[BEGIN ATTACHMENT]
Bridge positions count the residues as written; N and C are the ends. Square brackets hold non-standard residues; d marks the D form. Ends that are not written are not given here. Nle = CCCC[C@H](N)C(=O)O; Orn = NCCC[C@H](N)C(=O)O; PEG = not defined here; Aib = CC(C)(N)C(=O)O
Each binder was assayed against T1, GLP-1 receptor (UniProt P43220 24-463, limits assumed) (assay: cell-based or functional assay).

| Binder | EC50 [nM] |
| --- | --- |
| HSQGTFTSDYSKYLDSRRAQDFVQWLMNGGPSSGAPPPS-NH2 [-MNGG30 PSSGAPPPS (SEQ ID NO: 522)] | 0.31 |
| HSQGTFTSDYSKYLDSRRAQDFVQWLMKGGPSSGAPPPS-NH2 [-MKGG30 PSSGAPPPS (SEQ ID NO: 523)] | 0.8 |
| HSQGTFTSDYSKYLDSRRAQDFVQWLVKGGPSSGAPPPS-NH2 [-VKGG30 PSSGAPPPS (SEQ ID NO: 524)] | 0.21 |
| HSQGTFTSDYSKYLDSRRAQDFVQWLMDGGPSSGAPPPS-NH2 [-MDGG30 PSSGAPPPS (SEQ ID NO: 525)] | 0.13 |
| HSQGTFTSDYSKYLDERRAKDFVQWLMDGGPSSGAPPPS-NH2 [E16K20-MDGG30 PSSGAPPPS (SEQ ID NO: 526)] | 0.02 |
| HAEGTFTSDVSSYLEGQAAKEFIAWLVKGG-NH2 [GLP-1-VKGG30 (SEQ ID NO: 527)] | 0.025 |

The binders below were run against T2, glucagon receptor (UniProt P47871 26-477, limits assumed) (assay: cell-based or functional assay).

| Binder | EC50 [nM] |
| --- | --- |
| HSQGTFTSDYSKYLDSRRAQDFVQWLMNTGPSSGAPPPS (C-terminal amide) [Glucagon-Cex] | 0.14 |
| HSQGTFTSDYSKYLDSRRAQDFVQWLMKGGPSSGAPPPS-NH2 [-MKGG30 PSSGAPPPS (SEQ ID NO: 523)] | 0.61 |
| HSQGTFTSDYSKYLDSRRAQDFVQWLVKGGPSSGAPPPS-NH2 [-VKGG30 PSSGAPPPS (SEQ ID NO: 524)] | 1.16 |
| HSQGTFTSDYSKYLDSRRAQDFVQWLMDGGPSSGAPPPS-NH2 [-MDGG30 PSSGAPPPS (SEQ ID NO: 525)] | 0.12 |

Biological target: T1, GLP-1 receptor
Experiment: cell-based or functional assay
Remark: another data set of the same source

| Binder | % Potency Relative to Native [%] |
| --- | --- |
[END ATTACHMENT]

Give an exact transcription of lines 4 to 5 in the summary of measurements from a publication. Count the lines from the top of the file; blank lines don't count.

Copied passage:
| --- | --- |
| HSQGTFTSDYSKYLDSRRAQDFVQWLMNGGPSSGAPPPS-NH2 [-MNGG30 PSSGAPPPS (SEQ ID NO: 522)] | 0.31 |